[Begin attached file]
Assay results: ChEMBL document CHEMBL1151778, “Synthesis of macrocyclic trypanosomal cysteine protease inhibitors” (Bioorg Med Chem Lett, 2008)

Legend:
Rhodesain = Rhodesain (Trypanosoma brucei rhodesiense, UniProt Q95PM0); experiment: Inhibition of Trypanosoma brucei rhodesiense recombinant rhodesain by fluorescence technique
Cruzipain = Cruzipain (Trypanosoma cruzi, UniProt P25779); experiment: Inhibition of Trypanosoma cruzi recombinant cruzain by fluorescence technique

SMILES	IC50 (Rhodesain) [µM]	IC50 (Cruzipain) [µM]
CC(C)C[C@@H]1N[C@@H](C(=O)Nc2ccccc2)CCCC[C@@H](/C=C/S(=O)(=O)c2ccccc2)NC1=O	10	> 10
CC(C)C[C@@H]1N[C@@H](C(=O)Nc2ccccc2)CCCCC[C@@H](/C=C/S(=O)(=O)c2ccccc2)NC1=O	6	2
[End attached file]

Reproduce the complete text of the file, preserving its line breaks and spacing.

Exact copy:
Assay results: ChEMBL document CHEMBL1151778, “Synthesis of macrocyclic trypanosomal cysteine protease inhibitors” (Bioorg Med Chem Lett, 2008)

Legend:
Rhodesain = Rhodesain (Trypanosoma brucei rhodesiense, UniProt Q95PM0); experiment: Inhibition of Trypanosoma brucei rhodesiense recombinant rhodesain by fluorescence technique
Cruzipain = Cruzipain (Trypanosoma cruzi, UniProt P25779); experiment: Inhibition of Trypanosoma cruzi recombinant cruzain by fluorescence technique

SMILES	IC50 (Rhodesain) [µM]	IC50 (Cruzipain) [µM]
CC(C)C[C@@H]1N[C@@H](C(=O)Nc2ccccc2)CCCC[C@@H](/C=C/S(=O)(=O)c2ccccc2)NC1=O	10	> 10
CC(C)C[C@@H]1N[C@@H](C(=O)Nc2ccccc2)CCCCC[C@@H](/C=C/S(=O)(=O)c2ccccc2)NC1=O	6	2